Thursday, June 05, 2008

BIFF: Blue Hour

The Los Angeles River is probably best cinematically remembered in James Cameron’s Terminator 2. It plays a role of even greater significance in Eric Nazarian’s independent film, The Blue Hour (trailer here), a completely different undertaking altogether, which screened at the BKLN fest.

Nazarian’s film is a painfully personal examination of individual tragedy and alienation as seen through the eyes of several characters whose paths cross but lives do not intersect, in the Pulp Fiction style of overlapping narratives. Blue Hour in contrast, unfolds in a deliberate pace, making John Sayles look like the Wachowski Brothers.

Emily Rios plays Happy, an essentially unsupervised young teen, who uses the river embankment as her canvas. Avo and Allegra, played by Dutch actor Yorick Van Wageningen and Alyssa Milano, still mourn the death of their young daughter, as their relationship frays. Derrick O’Connor plays Humphrey, an old man going through the motions of life, still mourning his wife’s death. In an inspired act of casting, Clarence Williams III plays Ridley, a blues guitarist, staying in a low rent hotel while he tends to his dying mother wasting away in a hospital. These lonely, disparate lives are tied together by a few locations: the river, the cemetery, and a blues-rock bar, and a doomed homeless man.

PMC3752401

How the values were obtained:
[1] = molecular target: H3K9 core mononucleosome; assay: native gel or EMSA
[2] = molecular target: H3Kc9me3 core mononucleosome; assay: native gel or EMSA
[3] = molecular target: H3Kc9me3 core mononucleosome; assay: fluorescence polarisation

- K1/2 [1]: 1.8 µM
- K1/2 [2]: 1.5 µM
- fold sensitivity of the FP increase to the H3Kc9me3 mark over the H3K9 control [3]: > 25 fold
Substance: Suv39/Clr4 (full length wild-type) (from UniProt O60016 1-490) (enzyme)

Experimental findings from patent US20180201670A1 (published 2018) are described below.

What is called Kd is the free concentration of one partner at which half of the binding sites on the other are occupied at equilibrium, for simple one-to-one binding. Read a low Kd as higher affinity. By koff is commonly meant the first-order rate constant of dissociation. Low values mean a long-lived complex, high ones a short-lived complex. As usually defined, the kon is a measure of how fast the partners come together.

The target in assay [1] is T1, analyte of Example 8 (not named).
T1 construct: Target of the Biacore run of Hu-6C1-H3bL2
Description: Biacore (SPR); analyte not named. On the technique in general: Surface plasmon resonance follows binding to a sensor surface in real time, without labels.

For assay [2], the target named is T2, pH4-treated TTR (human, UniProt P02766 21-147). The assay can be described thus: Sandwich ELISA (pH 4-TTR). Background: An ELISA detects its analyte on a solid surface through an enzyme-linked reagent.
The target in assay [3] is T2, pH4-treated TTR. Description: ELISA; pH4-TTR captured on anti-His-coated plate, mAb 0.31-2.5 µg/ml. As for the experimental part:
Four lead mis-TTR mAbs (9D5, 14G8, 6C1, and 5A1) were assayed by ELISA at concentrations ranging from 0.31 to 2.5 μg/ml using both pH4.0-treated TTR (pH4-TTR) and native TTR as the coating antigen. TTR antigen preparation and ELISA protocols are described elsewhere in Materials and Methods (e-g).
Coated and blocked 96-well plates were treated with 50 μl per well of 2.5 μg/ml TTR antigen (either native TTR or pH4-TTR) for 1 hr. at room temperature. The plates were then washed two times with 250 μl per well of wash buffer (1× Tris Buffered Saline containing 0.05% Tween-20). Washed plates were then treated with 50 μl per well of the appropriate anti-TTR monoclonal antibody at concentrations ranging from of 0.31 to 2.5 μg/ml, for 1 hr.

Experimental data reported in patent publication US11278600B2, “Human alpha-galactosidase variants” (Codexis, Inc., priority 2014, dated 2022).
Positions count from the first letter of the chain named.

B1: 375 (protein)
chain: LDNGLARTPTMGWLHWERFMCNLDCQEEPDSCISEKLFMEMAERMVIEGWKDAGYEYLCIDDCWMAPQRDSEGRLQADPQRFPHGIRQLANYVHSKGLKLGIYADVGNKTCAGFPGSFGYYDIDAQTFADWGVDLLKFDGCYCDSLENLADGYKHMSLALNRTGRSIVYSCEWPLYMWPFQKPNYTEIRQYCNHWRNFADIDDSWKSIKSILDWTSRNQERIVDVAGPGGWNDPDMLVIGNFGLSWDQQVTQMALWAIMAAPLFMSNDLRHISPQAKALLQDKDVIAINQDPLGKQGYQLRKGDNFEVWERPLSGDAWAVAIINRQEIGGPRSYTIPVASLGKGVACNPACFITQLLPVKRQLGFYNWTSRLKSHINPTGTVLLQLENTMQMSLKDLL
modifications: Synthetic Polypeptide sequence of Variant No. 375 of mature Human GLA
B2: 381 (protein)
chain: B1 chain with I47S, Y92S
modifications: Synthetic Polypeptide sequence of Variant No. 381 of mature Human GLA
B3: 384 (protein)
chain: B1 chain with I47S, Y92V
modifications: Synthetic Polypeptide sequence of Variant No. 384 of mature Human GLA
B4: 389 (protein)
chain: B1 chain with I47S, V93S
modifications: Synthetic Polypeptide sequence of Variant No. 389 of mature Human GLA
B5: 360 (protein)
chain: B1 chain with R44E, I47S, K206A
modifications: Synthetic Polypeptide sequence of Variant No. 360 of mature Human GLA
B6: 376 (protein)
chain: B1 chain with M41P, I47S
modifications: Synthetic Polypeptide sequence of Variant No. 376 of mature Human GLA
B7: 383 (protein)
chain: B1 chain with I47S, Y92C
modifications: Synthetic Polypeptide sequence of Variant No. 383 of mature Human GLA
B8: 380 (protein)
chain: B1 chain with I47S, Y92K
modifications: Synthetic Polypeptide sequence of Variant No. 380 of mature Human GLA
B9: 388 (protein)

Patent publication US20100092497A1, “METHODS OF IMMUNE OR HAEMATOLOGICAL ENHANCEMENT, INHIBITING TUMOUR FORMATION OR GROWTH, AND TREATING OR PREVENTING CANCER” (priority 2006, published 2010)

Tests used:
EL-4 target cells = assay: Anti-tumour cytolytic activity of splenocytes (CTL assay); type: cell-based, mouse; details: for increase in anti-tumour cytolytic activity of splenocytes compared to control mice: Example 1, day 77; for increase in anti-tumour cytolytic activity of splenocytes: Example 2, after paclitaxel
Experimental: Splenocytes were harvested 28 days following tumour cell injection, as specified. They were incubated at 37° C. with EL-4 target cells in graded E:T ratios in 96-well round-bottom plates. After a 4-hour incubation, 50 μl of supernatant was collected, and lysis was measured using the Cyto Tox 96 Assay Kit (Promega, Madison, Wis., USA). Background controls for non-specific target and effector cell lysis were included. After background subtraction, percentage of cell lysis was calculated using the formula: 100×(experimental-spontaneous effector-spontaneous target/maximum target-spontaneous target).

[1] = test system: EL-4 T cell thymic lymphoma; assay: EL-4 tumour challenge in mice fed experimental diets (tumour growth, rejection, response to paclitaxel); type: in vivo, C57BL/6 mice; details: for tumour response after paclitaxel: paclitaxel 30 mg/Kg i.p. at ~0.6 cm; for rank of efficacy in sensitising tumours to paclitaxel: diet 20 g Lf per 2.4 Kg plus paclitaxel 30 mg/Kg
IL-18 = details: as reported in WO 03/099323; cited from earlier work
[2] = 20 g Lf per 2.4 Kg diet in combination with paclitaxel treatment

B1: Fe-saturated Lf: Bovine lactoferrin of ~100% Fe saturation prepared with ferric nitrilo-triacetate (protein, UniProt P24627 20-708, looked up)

This is not a talky picture. Nazarian’s isolated characters go for long stretches without speaking, but music does play an important role in the film. Happy takes inspiration from hip hop, and the blues supplies Ridley’s living, such as it is. Various characters drift into a lounge where Eric Burdon of the Animals leads the house blues-rock band. Their take on “Motherless Child” perfectly suits the film’s melancholy.

Burdon actually had personal significance to Nazarian, who was in fact named after the British invasion star. In the production notes he explains: “Burdon’s music was an escape for my father’s ‘Soviet hippy’ generation in the USSR. ‘We Gotta Get Out of This Place’ and ‘They Can’t Take Away Our Music’ were their anthems and battle cries against the oppressive years during Brezhnev’s era.”

Nazarian is a patient director, with a painter’s eye for composition. His cast is uniformly good, especially the great Williams. His character do experience redemptive moments, but they are subtle and fleeting (as in some Russian literature). Elegantly crafted, Blue Hour is a demanding film, which wins the respect of those who stay with it. Like the makers of The Collective, also screened at BIFF, he conveys a strong sense of his subject city, but unlike the dangerous (and by extension seductive) New York of the former film, it is a city of sadness that Nazarian portrays on- screen.